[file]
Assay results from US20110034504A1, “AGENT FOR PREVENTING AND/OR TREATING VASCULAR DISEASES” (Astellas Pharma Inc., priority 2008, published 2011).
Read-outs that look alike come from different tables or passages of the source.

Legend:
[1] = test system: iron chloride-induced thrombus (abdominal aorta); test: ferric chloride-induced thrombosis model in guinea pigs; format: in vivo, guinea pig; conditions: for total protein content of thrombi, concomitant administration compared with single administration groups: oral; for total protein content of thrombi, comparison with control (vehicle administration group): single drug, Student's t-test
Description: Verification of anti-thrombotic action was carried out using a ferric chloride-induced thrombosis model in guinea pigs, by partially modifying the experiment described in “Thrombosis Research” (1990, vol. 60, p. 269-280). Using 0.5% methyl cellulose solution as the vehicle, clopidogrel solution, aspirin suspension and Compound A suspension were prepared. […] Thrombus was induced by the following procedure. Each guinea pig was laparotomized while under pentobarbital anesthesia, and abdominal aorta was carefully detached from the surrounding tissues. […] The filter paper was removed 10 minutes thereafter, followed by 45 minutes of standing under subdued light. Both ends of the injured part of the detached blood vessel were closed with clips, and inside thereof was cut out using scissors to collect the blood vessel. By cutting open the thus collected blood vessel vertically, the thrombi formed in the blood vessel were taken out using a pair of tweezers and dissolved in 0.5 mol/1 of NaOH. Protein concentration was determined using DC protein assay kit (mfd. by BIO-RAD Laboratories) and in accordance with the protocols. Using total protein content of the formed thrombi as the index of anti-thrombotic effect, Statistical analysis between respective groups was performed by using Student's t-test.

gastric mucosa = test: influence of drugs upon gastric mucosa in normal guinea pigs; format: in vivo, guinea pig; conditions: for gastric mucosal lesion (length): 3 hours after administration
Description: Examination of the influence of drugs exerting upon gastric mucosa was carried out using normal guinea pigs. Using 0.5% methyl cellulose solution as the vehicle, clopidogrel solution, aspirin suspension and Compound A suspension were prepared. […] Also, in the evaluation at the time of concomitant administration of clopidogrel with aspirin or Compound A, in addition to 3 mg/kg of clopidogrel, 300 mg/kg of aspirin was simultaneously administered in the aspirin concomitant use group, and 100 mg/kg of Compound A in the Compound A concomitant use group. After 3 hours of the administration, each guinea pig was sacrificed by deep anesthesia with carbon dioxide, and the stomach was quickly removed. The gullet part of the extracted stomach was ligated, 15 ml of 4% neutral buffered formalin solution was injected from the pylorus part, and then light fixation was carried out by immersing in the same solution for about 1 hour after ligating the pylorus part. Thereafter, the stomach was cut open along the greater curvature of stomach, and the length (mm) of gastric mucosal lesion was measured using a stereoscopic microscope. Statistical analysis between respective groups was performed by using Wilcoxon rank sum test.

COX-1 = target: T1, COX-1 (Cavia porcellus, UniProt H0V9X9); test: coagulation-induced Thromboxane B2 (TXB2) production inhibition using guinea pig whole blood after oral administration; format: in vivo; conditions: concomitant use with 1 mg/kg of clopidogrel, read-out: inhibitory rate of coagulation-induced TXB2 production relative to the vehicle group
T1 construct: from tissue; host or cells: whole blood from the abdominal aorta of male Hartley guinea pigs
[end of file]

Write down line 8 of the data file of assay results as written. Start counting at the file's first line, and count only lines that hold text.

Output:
COX-1 = target: T1, COX-1 (Cavia porcellus, UniProt H0V9X9); test: coagulation-induced Thromboxane B2 (TXB2) production inhibition using guinea pig whole blood after oral administration; format: in vivo; conditions: concomitant use with 1 mg/kg of clopidogrel, read-out: inhibitory rate of coagulation-induced TXB2 production relative to the vehicle group